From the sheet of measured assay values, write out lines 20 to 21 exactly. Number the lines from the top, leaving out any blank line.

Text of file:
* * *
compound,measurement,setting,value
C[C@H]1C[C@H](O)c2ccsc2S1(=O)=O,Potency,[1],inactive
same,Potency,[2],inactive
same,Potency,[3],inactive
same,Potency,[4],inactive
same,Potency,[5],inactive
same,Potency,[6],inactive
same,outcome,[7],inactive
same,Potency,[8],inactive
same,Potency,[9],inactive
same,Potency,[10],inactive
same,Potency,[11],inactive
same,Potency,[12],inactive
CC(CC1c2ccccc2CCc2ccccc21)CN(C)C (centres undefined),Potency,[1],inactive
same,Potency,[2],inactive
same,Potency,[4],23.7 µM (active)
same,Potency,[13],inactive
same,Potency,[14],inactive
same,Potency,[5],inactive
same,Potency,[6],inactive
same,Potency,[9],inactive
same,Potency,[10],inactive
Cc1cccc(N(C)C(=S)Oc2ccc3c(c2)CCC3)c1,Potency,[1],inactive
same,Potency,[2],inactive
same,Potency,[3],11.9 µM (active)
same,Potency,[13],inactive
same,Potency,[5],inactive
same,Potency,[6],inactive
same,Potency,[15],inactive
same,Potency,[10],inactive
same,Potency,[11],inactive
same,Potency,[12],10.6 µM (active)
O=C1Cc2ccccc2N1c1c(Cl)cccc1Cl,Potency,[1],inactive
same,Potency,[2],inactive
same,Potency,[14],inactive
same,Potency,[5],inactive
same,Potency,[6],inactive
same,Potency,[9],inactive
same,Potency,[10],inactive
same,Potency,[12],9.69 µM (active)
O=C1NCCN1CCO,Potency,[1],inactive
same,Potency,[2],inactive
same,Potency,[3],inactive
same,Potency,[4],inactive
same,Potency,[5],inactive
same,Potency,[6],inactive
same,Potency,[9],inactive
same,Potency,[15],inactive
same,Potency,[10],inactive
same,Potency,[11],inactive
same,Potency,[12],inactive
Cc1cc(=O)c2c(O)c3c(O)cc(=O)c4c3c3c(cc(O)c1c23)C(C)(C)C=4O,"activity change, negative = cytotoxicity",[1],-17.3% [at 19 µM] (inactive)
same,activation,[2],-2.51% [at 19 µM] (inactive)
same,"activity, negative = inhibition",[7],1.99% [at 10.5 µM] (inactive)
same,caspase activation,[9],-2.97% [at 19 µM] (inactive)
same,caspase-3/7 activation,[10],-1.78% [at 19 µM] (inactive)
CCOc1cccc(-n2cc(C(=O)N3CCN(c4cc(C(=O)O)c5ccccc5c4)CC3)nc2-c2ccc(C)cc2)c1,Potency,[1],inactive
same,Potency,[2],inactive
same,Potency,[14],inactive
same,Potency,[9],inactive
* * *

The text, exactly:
same,Potency,[6],inactive
same,Potency,[9],inactive